Saturday, October 04, 2014

Moments of Conception 114 -- The Robbery Scene from Coming to America

All creativity begins with the moment of conception.

That little piece of kindling that gets the fire going. That initial source of inspiration that takes on a life of its own. That single note from which the entire symphony grows. That single spark of life that signals an idea’s movement value, almost screaming to us, something wants to be built here.

And so, in this new blog series, I’m going to be deconstructing my favorite moments of conception from popular movies. Each post will contain a video clip from a different film, along with a series of lessons we can learn from the characters.

Today's clip comes from the robbery scene in Coming to America:

What can we learn?

The nature of my ambition took shape. Akeem was hired to mop the floors, not work security. But when he saw that the entire restaurant was in danger, he took initiative and hired himself. He used his extensive skills combat training and conflict resolution to disarm the robber and save the day. Proving, that hiring yourself has nothing to do with employment and everything to do with resourcefulness, enterprise, autonomy and agency. It’s about accepting that you have to make work for yourself, work that nobody ask you to make. It’s about building enough capital so you can subsidize your own initiatives, both emotionally and financially. And it’s about busting through the walls of permission, meaning, the mental constructs of notenoughness, and acting on your dreams with open eyes. The hard part is, ambition grosses some people out. When you hire yourself, others might feel disenfranchised by your desire. Because they have no incentive to see you change. They would rather you remain frozen in the position they met you in. It’s the strangest thing. Not everybody wants you to be successful. In fact, some people are just waiting around, excitedly­­, for you to fail. And so, it’s your responsibility to keep moving the story forward. Are you giving people ammunition to shoot down your ambitions?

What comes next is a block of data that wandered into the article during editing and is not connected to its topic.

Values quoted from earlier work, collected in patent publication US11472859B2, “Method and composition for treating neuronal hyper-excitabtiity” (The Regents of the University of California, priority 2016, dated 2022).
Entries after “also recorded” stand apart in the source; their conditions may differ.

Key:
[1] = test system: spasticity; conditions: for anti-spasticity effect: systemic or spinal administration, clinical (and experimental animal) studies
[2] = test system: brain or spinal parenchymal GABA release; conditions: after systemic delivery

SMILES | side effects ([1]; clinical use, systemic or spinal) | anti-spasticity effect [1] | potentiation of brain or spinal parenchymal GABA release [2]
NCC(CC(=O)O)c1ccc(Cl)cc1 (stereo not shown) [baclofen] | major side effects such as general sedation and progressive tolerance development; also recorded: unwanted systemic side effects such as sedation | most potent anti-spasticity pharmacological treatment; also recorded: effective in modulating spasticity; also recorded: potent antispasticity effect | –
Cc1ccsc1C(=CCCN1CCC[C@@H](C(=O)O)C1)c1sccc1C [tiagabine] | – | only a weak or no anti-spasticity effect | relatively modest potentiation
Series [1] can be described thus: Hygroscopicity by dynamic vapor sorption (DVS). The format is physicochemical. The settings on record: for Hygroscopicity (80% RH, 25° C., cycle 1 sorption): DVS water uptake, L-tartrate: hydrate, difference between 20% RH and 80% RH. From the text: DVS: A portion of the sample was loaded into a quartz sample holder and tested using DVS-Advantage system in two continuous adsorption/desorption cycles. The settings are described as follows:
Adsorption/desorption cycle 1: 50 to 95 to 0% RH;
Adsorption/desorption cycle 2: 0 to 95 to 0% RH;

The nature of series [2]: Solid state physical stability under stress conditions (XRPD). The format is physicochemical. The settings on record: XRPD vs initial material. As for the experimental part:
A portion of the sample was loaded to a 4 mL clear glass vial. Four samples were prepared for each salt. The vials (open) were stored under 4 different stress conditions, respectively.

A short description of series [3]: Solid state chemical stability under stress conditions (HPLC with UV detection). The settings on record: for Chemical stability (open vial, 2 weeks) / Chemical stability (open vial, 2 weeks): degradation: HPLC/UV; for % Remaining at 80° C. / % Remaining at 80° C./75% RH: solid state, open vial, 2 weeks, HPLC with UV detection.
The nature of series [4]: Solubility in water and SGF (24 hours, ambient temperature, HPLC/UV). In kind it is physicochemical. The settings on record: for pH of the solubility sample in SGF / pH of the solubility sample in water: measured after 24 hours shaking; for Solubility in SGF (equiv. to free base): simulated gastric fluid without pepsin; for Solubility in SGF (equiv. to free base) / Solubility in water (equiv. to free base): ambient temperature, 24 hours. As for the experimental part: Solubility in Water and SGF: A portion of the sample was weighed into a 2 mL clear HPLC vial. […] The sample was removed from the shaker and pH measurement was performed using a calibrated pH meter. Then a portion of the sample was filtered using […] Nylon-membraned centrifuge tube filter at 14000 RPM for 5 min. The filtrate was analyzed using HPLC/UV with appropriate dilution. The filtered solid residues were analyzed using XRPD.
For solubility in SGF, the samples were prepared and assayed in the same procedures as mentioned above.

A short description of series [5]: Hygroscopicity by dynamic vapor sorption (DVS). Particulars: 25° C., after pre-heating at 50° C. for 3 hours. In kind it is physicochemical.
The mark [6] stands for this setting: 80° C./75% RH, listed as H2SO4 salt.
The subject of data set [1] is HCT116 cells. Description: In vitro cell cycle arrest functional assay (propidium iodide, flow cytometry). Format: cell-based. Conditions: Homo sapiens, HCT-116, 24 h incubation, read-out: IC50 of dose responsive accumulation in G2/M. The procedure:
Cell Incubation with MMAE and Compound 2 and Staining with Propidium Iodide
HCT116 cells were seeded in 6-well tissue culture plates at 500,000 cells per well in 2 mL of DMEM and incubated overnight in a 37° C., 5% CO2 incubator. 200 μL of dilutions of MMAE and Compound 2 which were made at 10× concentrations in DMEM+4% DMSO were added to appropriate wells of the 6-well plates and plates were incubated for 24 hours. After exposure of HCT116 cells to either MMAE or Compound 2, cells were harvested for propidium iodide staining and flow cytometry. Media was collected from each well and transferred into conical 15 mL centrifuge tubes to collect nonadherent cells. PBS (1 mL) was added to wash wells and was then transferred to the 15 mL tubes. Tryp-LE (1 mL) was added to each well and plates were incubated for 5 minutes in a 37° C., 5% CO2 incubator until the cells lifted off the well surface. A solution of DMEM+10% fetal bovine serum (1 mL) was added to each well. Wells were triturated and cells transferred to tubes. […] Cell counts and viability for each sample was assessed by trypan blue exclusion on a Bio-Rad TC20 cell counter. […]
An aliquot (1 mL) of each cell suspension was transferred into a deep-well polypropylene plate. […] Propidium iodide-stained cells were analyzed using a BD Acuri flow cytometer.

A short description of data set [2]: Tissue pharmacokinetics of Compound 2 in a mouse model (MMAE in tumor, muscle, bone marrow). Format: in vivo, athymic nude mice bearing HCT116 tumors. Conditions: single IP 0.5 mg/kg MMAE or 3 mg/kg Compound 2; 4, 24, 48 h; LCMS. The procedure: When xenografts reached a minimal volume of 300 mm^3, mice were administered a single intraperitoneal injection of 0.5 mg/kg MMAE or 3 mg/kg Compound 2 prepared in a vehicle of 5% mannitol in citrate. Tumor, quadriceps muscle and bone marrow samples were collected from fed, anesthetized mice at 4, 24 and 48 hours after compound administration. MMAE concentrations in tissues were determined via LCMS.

Ambition can be expensive. Miller writes that the reason people avoid having a clear ambition is because the second they stand up and point toward a horizon, they realize how much there is to lose. Good point. Then again, that’s the fine print of life. The disclosure statement of transformation. You will lose more than you ever signed up for, but you will gain more than you ever hoped for. Akeem’s ambition is to find a wife. Someone who arouses his intellect as well as his loins. Someone who loves him for who he is, not just what he is. And he knows that means surrendering his pampered life and throne to the king, maybe for a month, maybe for a lifetime. But he doesn’t care. Finding love is the first ambition that’s truly his, that belongs to him. It galvanizes him and makes him feel alive and complete. We should all be so lucky. Not only to have the opportunity to dream our dream, but to actually live it. To wake up everyday with the excitement at having discovered something worth doing, something we can call our own. That’s the stuff a good life is made of. Not the good life, but a good life. A life where we actually have something to point to. What is essential to your sense of being on purpose?

Your niche is you. McDowell’s restaurant didn’t run a classified ad seeking a brilliant, peaceful, energetic, hard working, lovable man with a regal disposition. They just needed a warm body to fill the slot in their corporate machine so they could keep up production. Akeem, however, showed up and created his own niche. Through his unique combination of capabilities and attitudes, he became the go to guy. He positioned his talents to create an entirely new product category. Not as a window washer, but as a resource for the entire organization. Someone you could use every part of, like a buffalo. Proving, that the best way to beat the competition is to not have any. That the best way to bring home the bacon is to raise your own pigs. Akeem reminds me a lot of my mentor, a preacher and educator who used to say, my niche is me. Because it is our work that creates the market, not the other way around. We are the ones signing the paychecks, not the ones waiting around to see if we’ll get one. Yes, it takes confidence and courage and perseverance to open a boutique, but if we can do it successful, people won’t just buy from us, they’ll congratulate us for cracking the code and getting into the club. How can you change the rules so you can win at your own game?

What did you learn?

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Scott Ginsberg
That Guy with the Nametag
Author. Speaker. Strategist. Filmmaker. Publisher. Songwriter.

Never the same speech twice. Customized for your audience. Impossible to walk away uninspired.

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